Heart health is something everyone should be thinking about, but it’s especially important for seniors. As people get older, they become more susceptible to health issues, and heart disease is one of the most common. In fact, heart disease is responsible for one in every four deaths in the U.S., and many of those deaths are preventable. Heart disease is strongly correlated with lifestyle factors, but that’s the good news. Seniors who take charge of their health can dramatically cut their risk of developing heart problems and other lifestyle-related diseases.
One of the biggest factors that impacts a person’s heart health is the diet they eat. For years, the “standard American diet” has consisted of lots of starchy, sugary foods and too many unhealthy fats. This kind of diet has played a big role in the country’s high (and increasing) rates of heart disease. The upside is that by switching away from the standard American diet and adopting a diet full of whole, plant-based foods instead, people of any age – from teens to seniors – can improve their heart health. And since a heart-healthy diet can be fresh and delicious, it’s an all-around win.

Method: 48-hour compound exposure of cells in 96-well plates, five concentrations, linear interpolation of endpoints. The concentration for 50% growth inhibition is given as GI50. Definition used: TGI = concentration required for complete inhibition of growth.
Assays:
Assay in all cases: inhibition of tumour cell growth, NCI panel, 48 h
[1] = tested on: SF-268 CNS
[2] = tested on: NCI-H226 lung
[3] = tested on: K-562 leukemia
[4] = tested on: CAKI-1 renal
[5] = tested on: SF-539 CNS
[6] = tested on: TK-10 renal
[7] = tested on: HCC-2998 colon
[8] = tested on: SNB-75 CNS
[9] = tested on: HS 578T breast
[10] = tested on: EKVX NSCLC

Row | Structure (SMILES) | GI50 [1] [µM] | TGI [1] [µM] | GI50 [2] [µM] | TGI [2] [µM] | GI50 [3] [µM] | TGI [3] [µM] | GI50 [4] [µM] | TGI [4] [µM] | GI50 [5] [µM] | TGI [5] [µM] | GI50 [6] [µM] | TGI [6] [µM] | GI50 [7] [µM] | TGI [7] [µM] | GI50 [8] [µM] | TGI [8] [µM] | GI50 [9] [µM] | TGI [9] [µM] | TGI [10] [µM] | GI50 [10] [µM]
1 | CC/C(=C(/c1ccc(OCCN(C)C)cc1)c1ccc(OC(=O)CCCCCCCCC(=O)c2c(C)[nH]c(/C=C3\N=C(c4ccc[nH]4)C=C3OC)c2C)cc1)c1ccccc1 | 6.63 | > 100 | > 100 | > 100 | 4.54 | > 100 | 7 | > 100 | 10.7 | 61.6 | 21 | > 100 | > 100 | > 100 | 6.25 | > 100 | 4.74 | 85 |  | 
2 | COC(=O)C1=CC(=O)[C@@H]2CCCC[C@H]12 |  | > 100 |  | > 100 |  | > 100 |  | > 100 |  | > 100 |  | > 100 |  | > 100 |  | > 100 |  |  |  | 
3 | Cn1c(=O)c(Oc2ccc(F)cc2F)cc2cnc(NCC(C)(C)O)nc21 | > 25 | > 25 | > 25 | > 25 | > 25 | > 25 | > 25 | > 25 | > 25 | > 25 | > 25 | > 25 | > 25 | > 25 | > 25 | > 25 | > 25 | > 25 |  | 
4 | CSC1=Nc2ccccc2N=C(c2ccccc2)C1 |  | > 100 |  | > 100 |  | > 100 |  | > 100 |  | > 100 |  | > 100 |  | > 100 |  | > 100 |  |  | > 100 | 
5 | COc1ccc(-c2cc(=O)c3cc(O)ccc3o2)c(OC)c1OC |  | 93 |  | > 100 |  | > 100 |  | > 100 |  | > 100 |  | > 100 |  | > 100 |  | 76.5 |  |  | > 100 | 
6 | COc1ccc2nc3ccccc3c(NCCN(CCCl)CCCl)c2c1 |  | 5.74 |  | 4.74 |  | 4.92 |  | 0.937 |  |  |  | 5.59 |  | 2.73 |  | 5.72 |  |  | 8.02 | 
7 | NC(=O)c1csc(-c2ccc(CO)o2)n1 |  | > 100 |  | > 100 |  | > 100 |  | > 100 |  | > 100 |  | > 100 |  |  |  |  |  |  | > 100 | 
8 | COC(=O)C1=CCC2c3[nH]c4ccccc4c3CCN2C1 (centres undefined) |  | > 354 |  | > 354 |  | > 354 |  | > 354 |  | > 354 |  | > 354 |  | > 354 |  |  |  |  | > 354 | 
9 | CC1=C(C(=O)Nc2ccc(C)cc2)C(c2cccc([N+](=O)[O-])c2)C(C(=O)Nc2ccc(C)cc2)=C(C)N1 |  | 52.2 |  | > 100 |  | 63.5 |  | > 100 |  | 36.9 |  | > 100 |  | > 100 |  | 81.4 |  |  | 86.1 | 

Interested in learning how to improve heart health through simple dietary changes? Whether you’re a senior or not, these simple guidelines will help you create a heart-healthy diet plan easily.
9 Heart-Healthy Food Guidelines for Seniors
1. Fill your plate with a rainbow of veggies and fruits
The number-one thing you can do to improve your heart health is simple: just eat more fruits and vegetables. Fresh produce is almost always a healthy choice. It’s packed with essential nutrition, low in calories, and incredibly versatile. Regardless of what kinds of food you like to eat right now, it’s probably not too hard to find a way to improve your current diet just by adding more fruits and
The best way to ensure you’re getting plenty of nutrition from your fruits and veggies is to choose a wide variety of colors. Brightly-colored vegetables, in particular, are full of vitamins and minerals. Dark, leafy greens, red cabbage, eggplant, and colorful bell peppers are just a few of the best
choices out there.
Even seniors who don’t like vegetables much can get their nutritional benefits by “hiding” veggies in other foods. Carrots, cauliflower, zucchini, and leafy greens are all easy to puree or shred and add to soups, sauces, and casseroles. They won’t change the taste or texture of the food much, but
they’ll still provide lots of health benefits.
2. Enjoy whole grains instead of refined grains